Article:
I sit down to write these columns on the Sunday that precedes their publication. That gives me plenty of time to realize where I went wrong, then correct my mistakes before hitting the send button a few days before the weekend. Sometimes Sunday arrives and I have no idea what to write about. Other times it's crystal clear.

Today it's all pretty clear because last night I watched a newly released documentary on YouTube about the life and work of Thomas Sowell titled “Common Sense in a Senseless World.” You could spend a few days watching snippets of Sowell's appearances on television and podcasts, or look for his books in the library. Either way, it’s well worth your time acquainting yourself with him. He’s a remarkable intellect and scholar, one of that dying breed that used to be called “public intellectuals.” At least they're becoming extinct on television. They’re still around of course, but thoughtful content is pretty much banished from television. It's gone elsewhere.

Sowell may be referring to television when he writes, “The reason so many people misunderstand so many issues is not that these issues are complex, but that people do not want a factual or analytical explanation that leaves them emotionally unsatisfied. They want villains to hate and heroes to cheer- and they don’t want explanations that do not give them that.” That pretty well sums up journalism and the treatment of ideas that dominates on television, as well as almost everywhere else.

There is another approach to ideas and issues. It’s not afraid to question inherited wisdom. It relies on the difficult task of gathering relevant evidence and data, and then sifts through it to uncover answers that may be surprising, or challenge widely held assumptions.

Sowell's start in life was unpromising. Born to a mother who cleaned homes for a living and a father who died before his birth, his earliest years were spent in the rural Deep South during the Great Depression. His home had no electricity, and no running water. After his mother died before he turned 8, he was adopted by a great aunt who brought the family to Harlem. It was in in New York City that he first became aware of the wider world. Eventually he would join the Marines, and after discharge he attended classes at Howard University. With the help of some Howard professors he moved on to Harvard, where he graduated magna cum laude. A year after Harvard he earned a masters degree from Columbia, which prepared him for a doctorate in economics from the University of Chicago. He went on to teach at numerous top universities before becoming a fellow at the Hoover Institution at Stanford. He’s written over a dozen books and was a syndicated columnist before retiring in 2016 at the age of 86 to devote himself to photography.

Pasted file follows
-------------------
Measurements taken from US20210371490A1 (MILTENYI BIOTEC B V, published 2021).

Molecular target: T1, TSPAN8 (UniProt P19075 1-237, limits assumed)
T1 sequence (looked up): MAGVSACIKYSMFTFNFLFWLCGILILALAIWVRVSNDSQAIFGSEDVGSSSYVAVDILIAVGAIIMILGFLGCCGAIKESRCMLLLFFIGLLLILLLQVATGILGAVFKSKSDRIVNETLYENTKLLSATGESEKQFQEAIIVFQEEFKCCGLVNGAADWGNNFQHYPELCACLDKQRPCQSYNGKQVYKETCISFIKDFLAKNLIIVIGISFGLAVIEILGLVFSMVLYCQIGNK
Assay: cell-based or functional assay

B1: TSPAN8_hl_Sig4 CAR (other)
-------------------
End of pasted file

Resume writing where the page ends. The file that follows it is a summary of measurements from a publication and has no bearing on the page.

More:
Biography out of the way, I can drop a few more killer Sowell quotes. But before moving on, how about that first one? It’s not earth shaking news that people are generally looking for confirmation of their biases rather than empirically based arguments, but the above quote makes the point so well. Less skilled thinkers and writers like myself look at it and wonder why we never thought to put it that way. Everywhere we look we see little interest in reality. Instead, cheering on assigned heroes and calling out designated villains preoccupies public discourse. But life is not a football game or a pro wrestling match. I like to think that some things in life are more consequential than games and need to be treated that way. Whatever part of your brain is engaged when you holler for your team is not especially helpful when the game is over.

Here's another: “It takes considerable knowledge just to realize the extent of your own ignorance.” And another: “If you have always believed that everyone should play by the same rules and be judged by the same standards, that would have gotten you labeled a radical 50 years ago, a liberal 30 years ago, and a racist today.”  Then there’s this one: “It’s bad enough that so many people believe things without any evidence. What is worse is that some people have no conception of evidence and regard facts as just someone else’s opinion.” There’s also this: “The fact that so many politicians are such shameless liars is not only a reflection on them, it’s also a reflection on us. When the people want the impossible, only liars can satisfy.” And one more: “When you want to help people, you tell them the truth. When you want to help yourself, you tell them what they want to hear.”

I guess at this point I'm just letting Sowell write my column for me. I could do worse.